When I poked my head into the old doorway, I was greeted by Marvin Garriott, guitar in hand, swinging to his own jaunty cover of “That’s Alright”.
“That was the first Rock ‘n Roll song,” he told me after playing his last chord, tweaking the curled-up ends of his handlebar mustache, and then leading me to his pink and black counter at Marv’s Classic Soda Shop.
“What’ll you have? Chocolate, vanilla, cherry?” Marv asked.
I was afraid to admit to Marv that I had never ever tasted a real ice cream soda–not like this. Marv has an authentic 1950’s soda fountain and serves the same, frothy cold sodas that he remembers as a child.
“My dad took me for my first ice cream soda when I was 9 years old!” he remembered, and then grew nostalgic for the fifties. What does he miss most from that long-gone era?
“The freedom,” he shot back, with shiny eyes, remembering a time when everything seemed alright.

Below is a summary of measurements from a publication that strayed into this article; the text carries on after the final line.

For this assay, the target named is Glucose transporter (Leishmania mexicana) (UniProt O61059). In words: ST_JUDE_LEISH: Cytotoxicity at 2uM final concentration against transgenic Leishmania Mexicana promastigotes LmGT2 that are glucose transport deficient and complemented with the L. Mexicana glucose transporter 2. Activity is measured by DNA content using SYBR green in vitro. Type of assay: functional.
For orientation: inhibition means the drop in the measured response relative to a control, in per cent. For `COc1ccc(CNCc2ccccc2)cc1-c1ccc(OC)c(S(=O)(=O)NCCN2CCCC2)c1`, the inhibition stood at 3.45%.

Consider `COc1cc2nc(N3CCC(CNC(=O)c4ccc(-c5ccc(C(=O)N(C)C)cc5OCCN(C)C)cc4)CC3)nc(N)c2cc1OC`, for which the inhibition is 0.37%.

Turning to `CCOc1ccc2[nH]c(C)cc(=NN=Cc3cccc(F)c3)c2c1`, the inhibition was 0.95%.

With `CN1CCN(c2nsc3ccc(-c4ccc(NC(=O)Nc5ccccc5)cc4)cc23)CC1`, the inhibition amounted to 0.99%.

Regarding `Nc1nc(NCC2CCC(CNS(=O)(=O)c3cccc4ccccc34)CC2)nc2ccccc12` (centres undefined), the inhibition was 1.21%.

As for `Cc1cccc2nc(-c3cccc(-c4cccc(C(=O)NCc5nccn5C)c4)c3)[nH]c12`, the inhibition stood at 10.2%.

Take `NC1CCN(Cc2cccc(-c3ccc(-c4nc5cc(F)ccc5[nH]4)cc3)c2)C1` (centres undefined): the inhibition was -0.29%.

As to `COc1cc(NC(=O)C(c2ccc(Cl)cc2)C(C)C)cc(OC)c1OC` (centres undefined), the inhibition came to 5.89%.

But today, decades later, this town of Black Diamond, Alberta, far away in the foothills of the Canadian Rockies, seems about as free as a place as exists in the world. I parked without any signs or parking meters. I strolled along the main street, past antique shops and bakeries and barber shops, and then followed my nose to the good smells of Marv’s.
All this is 45 minutes southwest of Calgary, but it’s an entirely different kind of Canada down here. As I slurped up cold and sweet hot pink bubbles, I chatted with Marv and his other kitchen staff, two ladies who had migrated to Alberta from eastern Canada.
“I can let my ten-year old run freely out here,” said one.
“We got used to it real fast,” said the other, who loves the open space of Alberta.
And I’ve got used to it real fast, too. One day I’m out looking for grizzly bears, and the next, I’m sipping anachronistic beverages with a part-time Elvis impersonator.
And to quote him (and the King) . . . that’s alright.